Call

Make a Change Today

Call: 888.963.3432

Super Food List & Healthy Recipes

Author: Cara Walsh

March 24, 2014

Super Food List & Healthy Recipes

Author: Cara Walsh

March 24, 2014


What are “Super foods”?
They are nutrition packed foods with high levels of nutrients and health benefits with the fewest number of calories. Super foods are nutritional powerhouses that help build bones, prevent chronic diseases, improve eyesight, and even keep your mind sharp. Many of these super foods have significant health benefits and there are countless reasons to include these foods in your diet daily. Utilize the super food list below to determine what foods will benefit your current weight loss plans and how you can incorporate them into your daily life.

Food
Nutrients
Benefits
How to prepare
Crucifers (Broccoli, cauliflower, Brussels sprouts) Vitamins A, C, K, fiber Fight carcinogens and prevent cancer Raw, steamed, stir-fried
Asparagus Folic acid Aids in blood cell formation, growth, as well as prevention of liver disease and spina bifida Steamed, stir-fried; add to salads or rice dishes
Leafy green vegetables (dark leaf lettuces, spinach, chard, kale) Niacin, zinc, folate, manganese, magnesium, phosphorus, calcium, potassium, iron, fiber Healthy circulation, blood cells, immune and digestive system function Use in soups, quiches, salads, or ethnic dishes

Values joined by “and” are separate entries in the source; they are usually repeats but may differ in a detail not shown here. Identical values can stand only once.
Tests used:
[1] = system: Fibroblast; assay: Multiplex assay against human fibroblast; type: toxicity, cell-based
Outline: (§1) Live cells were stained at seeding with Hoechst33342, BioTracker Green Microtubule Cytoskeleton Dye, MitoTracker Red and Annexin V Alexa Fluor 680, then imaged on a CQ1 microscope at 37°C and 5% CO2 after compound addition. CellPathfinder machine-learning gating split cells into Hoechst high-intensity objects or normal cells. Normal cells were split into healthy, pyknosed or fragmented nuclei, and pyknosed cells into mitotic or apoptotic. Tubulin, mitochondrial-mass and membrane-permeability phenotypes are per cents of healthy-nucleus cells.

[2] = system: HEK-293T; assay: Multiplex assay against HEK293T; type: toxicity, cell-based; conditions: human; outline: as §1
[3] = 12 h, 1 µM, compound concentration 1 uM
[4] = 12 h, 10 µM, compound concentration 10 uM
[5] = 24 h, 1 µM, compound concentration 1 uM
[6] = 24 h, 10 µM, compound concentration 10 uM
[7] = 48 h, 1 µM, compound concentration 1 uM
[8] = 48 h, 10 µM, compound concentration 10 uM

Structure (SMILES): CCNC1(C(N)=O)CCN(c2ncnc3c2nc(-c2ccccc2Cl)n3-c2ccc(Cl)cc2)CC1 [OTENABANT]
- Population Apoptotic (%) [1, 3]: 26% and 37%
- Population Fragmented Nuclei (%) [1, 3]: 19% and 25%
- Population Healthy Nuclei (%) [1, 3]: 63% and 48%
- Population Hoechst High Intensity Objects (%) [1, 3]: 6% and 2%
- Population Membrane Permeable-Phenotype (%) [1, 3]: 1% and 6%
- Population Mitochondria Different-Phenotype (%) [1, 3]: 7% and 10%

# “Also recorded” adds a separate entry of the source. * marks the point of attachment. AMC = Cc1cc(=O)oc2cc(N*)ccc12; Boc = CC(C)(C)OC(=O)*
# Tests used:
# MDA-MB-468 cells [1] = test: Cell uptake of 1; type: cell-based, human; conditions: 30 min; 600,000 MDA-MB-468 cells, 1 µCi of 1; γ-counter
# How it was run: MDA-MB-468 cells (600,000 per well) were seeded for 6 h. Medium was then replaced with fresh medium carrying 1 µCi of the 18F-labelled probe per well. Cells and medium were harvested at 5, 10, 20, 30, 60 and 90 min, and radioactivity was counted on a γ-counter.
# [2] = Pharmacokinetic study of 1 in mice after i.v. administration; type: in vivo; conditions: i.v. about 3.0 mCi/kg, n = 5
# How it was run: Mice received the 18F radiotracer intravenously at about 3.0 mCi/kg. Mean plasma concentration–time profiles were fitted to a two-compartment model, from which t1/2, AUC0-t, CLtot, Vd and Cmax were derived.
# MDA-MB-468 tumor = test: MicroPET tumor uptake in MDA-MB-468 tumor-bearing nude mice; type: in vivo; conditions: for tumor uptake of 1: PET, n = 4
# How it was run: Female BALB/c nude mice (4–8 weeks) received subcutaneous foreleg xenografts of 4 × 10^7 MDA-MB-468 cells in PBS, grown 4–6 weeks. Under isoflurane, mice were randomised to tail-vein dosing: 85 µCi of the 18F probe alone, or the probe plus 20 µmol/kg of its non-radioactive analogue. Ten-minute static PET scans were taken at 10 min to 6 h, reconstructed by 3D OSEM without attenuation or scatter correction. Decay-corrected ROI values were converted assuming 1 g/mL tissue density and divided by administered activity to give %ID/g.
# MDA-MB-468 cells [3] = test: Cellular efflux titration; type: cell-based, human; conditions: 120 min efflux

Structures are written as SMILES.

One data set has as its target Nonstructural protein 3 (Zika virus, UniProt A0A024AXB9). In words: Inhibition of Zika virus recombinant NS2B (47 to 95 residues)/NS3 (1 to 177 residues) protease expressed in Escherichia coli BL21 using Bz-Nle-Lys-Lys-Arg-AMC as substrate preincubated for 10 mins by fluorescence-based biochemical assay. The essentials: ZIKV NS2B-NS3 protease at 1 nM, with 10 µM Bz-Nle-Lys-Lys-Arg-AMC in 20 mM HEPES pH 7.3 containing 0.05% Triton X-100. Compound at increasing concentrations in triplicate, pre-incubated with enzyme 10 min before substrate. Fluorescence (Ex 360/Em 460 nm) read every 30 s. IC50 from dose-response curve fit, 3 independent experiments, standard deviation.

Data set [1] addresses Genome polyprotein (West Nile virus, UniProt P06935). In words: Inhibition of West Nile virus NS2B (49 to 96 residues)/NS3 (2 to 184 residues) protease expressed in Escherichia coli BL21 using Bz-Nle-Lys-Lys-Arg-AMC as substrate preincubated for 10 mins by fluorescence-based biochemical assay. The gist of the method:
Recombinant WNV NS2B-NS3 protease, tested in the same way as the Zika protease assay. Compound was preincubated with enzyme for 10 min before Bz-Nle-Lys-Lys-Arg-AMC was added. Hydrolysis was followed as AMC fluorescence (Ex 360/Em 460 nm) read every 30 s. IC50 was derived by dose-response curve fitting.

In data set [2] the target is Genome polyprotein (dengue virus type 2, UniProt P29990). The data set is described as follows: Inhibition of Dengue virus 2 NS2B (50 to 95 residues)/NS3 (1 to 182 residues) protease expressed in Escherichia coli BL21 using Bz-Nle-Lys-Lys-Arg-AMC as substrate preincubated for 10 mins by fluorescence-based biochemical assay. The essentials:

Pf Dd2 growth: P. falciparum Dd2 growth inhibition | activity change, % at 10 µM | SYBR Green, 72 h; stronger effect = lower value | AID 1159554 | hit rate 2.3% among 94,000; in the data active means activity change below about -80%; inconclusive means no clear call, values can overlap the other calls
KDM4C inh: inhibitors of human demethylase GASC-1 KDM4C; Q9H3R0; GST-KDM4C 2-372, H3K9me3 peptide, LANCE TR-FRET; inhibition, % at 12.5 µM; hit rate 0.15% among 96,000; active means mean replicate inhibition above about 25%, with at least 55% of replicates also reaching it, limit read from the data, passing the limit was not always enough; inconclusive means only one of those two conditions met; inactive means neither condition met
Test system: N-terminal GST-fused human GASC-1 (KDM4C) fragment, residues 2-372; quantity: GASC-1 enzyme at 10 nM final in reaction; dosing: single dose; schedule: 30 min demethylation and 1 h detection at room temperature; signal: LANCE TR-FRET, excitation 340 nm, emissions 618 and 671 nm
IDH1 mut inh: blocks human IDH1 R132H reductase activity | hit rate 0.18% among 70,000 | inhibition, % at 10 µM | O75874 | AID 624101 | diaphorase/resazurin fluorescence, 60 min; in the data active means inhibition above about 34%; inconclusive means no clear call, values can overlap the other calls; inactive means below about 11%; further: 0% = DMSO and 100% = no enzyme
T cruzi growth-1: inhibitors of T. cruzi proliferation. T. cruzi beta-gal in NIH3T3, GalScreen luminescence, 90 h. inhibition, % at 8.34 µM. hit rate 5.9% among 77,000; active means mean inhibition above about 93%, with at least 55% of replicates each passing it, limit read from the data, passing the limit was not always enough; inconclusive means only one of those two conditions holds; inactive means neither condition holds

Orange-fleshed carbohydrates (pumpkin, sweet potato, carrot) Vitamins A, C; calcium; potassium Healthy immune system, strong bones, healthy kidney function and muscle contraction Buy canned or fresh, add to soups, pies, casseroles
Berries (blueberries, cranberries, raspberries, strawberries, blackberries, etc.) High in vitamin C, antioxidants, phytonutrients**, flavonoids, potassium, magnesium, folate, fiber Cranberries benefit urinary health; all berries assist in a healthy immune system, strong connective tissue, healthy vision, and cancer prevention Eat as a snack; add to cereal or yogurt, muffins, breads, smoothies, jellies, chutneys
Cold water fish (wild salmon, herring, sardines) Omega-3 fatty acids, protein Reduce inflammation and cholesterol, build muscle, heart health, mental health Smoke, grill, bake, use instead of meat in tacos or over salad
Nuts and seeds (walnuts, brazil nuts, cashews, almonds, etc.) Omega-3 fatty acids, vitamin E, selenium, magnesium, manganese, potassium, fiber, protein Regulate blood flow; improve cardiovascular kidney and neurological health Snack on raw nuts and seeds; add to cereals, yogurt, trail mixes, salads and cooked dishes, such as stir-fries and soups
Eggs Vitamins A, B12, D; riboflavin, carotenoids, iron Better neurological function and reduced inflammation. Carotenoids helps protect against cancer, heart disease, and contribute to healthy eyes. Prepared scrambled, hard boiled, in salads,
Yogurt (low-fat, greek, naturally sweetened or plain) Calcium; vitamin D, B2, and B12; riboflavin, beneficial bacteria Healthy digestion, strong bones, improved mood, nervous and immune system function, protein and red blood cell metabolism Eat as a snack; use as a sauce for Indian or Greek dishes, or as a base for dips, salad dressings, fruit and yogurt parfaits
Legumes (beans, lentils, peanuts, soybeans) Folate, iron, zinc, calcium, fiber, protein Healthy blood cell formation and function, bone strength, digestion and cell regrowth throughout the body Base for hummus and dips; mix with rice for complete protein; soups, stews, casseroles, in tacos, as side dish, salads